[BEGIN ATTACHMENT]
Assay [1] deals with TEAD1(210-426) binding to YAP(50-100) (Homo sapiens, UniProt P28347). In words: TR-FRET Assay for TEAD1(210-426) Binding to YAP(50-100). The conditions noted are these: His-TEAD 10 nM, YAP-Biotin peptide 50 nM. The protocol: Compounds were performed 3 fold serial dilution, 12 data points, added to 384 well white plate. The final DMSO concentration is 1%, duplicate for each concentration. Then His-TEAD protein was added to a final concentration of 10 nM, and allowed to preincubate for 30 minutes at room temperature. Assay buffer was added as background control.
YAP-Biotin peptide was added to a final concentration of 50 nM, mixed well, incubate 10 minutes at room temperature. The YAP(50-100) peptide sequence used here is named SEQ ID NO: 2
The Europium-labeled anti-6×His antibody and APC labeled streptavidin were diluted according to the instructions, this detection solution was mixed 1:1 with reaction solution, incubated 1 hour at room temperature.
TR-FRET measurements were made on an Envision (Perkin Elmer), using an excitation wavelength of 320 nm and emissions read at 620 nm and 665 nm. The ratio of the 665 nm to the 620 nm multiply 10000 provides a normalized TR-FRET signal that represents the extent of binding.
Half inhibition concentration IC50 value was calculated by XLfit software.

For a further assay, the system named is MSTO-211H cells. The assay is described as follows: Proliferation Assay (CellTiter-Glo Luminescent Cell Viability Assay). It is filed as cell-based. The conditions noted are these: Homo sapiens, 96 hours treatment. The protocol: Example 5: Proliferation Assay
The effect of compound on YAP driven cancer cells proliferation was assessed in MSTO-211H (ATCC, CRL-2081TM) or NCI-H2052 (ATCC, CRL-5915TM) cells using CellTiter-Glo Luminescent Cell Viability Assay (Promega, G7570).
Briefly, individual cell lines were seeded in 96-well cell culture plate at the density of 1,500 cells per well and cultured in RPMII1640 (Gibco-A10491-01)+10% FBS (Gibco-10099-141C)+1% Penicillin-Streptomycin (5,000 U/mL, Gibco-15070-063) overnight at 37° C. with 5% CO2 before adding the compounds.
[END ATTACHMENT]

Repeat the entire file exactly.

Assay [1] deals with TEAD1(210-426) binding to YAP(50-100) (Homo sapiens, UniProt P28347). In words: TR-FRET Assay for TEAD1(210-426) Binding to YAP(50-100). The conditions noted are these: His-TEAD 10 nM, YAP-Biotin peptide 50 nM. The protocol: Compounds were performed 3 fold serial dilution, 12 data points, added to 384 well white plate. The final DMSO concentration is 1%, duplicate for each concentration. Then His-TEAD protein was added to a final concentration of 10 nM, and allowed to preincubate for 30 minutes at room temperature. Assay buffer was added as background control.
YAP-Biotin peptide was added to a final concentration of 50 nM, mixed well, incubate 10 minutes at room temperature. The YAP(50-100) peptide sequence used here is named SEQ ID NO: 2
The Europium-labeled anti-6×His antibody and APC labeled streptavidin were diluted according to the instructions, this detection solution was mixed 1:1 with reaction solution, incubated 1 hour at room temperature.
TR-FRET measurements were made on an Envision (Perkin Elmer), using an excitation wavelength of 320 nm and emissions read at 620 nm and 665 nm. The ratio of the 665 nm to the 620 nm multiply 10000 provides a normalized TR-FRET signal that represents the extent of binding.
Half inhibition concentration IC50 value was calculated by XLfit software.

For a further assay, the system named is MSTO-211H cells. The assay is described as follows: Proliferation Assay (CellTiter-Glo Luminescent Cell Viability Assay). It is filed as cell-based. The conditions noted are these: Homo sapiens, 96 hours treatment. The protocol: Example 5: Proliferation Assay
The effect of compound on YAP driven cancer cells proliferation was assessed in MSTO-211H (ATCC, CRL-2081TM) or NCI-H2052 (ATCC, CRL-5915TM) cells using CellTiter-Glo Luminescent Cell Viability Assay (Promega, G7570).
Briefly, individual cell lines were seeded in 96-well cell culture plate at the density of 1,500 cells per well and cultured in RPMII1640 (Gibco-A10491-01)+10% FBS (Gibco-10099-141C)+1% Penicillin-Streptomycin (5,000 U/mL, Gibco-15070-063) overnight at 37° C. with 5% CO2 before adding the compounds.